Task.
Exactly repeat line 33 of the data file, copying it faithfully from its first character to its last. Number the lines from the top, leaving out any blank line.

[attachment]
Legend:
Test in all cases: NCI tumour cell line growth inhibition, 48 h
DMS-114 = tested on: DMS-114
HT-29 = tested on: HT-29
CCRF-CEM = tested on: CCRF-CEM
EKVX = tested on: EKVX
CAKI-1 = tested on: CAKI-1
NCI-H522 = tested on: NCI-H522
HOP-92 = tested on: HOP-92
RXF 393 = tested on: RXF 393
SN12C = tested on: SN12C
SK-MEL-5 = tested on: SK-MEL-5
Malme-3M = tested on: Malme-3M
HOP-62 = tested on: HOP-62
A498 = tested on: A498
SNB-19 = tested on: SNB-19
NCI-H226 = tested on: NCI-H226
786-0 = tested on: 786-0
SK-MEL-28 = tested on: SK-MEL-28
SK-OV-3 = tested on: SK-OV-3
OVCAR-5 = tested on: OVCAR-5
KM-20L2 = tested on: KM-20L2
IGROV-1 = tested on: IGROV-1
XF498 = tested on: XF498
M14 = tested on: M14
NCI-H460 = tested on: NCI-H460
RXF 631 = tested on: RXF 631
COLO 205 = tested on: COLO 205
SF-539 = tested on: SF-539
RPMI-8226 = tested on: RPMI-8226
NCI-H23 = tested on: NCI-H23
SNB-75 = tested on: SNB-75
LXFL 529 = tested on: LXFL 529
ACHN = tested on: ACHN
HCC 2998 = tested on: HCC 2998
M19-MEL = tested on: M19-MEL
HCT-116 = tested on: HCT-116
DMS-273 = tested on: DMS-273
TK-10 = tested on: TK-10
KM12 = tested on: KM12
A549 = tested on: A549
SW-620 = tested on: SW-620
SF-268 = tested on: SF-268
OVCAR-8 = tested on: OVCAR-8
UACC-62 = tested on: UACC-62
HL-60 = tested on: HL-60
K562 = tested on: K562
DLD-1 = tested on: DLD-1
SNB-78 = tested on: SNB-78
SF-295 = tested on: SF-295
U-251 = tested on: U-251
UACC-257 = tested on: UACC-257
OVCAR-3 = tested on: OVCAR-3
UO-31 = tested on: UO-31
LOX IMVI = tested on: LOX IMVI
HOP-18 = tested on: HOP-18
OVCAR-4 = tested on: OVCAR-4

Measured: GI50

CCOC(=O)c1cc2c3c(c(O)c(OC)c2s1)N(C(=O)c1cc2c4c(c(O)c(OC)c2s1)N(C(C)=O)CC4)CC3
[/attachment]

LXFL 529 = tested on: LXFL 529